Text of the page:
“The Hero of the Dardanelles”
“Produced with the wholehearted co-operation of the military and naval authorities,” The Hero of the Dardanelles, was a feature-length narrative film made to encourage men to enlist. It premiered at Melbourne’s Majestic Theatre on 17 July 1915, unfortunately, only the first 11 minutes of the 40-minute film survive.
Football clubs displayed their patriotism by publishing lists of players (past and present) who had enlisted, and by organising carnivals and events to raise funds for the war effort. This film shows a fundraising match between the 1915 VFL premiers Carlton and an Army Camp side at the Melbourne Cricket Ground. The Camp team, wearing the Collingwood strip, was made up of current and former AFL players who had enlisted in the Australian Imperial Force. The match, won by Carlton, raised 248 pounds for the Wounded Soldiers Fund and attracted 6000 spectators.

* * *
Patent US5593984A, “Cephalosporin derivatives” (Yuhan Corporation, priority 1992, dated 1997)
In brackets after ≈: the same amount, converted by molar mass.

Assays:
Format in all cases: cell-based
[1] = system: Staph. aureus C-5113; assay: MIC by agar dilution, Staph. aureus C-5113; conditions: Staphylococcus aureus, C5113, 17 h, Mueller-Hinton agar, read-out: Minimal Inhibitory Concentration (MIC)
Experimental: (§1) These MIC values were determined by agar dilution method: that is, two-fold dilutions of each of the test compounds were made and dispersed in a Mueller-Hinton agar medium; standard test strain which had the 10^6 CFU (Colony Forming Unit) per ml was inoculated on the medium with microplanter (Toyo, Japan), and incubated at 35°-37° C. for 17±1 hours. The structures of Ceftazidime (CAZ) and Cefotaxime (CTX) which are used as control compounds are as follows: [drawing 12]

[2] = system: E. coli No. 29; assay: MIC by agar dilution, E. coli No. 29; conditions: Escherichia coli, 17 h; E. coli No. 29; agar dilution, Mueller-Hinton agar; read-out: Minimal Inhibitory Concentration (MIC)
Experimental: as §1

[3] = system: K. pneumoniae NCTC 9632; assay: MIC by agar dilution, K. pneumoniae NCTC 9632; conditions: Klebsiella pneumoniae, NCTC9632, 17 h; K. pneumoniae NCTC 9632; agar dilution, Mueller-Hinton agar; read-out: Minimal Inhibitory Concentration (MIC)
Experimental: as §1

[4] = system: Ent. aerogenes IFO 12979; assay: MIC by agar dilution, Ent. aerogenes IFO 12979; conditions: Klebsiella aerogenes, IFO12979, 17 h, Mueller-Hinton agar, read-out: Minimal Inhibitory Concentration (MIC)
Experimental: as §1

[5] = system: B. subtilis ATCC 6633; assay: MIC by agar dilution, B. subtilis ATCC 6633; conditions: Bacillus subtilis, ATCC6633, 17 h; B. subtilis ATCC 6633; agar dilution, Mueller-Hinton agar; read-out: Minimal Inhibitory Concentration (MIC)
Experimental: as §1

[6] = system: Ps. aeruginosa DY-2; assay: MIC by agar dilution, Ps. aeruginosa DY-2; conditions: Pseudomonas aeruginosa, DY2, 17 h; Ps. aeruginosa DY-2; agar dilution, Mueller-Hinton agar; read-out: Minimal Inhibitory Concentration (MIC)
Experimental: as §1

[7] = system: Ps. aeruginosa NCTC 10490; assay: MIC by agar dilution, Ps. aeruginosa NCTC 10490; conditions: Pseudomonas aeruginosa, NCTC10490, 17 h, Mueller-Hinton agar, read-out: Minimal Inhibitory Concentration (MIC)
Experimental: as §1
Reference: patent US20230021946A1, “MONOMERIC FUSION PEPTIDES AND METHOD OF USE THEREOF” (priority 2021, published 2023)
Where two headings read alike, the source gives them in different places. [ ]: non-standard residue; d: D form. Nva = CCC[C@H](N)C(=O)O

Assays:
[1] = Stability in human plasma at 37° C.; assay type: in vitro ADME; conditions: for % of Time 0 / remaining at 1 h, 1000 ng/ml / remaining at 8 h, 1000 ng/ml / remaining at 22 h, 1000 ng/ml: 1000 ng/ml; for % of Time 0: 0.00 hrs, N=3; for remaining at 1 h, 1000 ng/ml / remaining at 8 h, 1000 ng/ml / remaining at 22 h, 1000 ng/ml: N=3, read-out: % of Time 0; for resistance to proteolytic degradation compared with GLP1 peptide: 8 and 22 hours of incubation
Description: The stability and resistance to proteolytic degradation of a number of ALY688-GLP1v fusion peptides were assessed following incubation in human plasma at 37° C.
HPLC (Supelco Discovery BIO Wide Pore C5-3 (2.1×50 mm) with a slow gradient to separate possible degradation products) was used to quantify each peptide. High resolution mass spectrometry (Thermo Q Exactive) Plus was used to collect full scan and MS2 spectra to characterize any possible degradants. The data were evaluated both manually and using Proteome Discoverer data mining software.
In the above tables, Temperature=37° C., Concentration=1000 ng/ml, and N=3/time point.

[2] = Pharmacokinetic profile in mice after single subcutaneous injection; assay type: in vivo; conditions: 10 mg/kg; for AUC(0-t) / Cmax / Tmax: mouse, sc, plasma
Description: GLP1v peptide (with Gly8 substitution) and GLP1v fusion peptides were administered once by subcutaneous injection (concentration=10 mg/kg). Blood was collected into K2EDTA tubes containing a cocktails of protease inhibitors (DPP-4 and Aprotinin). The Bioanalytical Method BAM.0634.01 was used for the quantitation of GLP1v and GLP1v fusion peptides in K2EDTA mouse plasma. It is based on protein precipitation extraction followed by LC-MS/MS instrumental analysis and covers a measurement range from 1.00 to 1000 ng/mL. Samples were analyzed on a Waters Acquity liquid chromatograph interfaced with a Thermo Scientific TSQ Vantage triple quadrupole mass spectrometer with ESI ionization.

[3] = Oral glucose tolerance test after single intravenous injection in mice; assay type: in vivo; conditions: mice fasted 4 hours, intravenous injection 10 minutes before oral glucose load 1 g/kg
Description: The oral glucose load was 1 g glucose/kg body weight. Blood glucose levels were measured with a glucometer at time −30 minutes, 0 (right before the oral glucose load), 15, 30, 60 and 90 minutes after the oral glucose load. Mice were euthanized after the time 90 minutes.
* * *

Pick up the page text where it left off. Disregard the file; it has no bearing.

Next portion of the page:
"All the Boys in Khaki Get the Nice Girls"
This light-hearted recruitment tune composed in 1915 by Tom Mellor and Harry Gifford was a British wartime hit and claimed a uniform was all it took to attract 'nice' girls
Penny trails and white feathers
During WW1, those at home were encouraged to support the men at the front by donating money or goods to the war effort. Colin Franklin-Browne recalls watching fundraising parades and penny trails (lines of coins which the public were encouraged to add to) on Wellington’s streets in 1914-15. He also remembers the dark side of this patriotic fervor. Women’s patriotic groups sent white feathers, symbols of cowardice, to men who had not enlisted. The women targeted pacifists, men not yet in uniform and even those unable to enlist for medical reasons.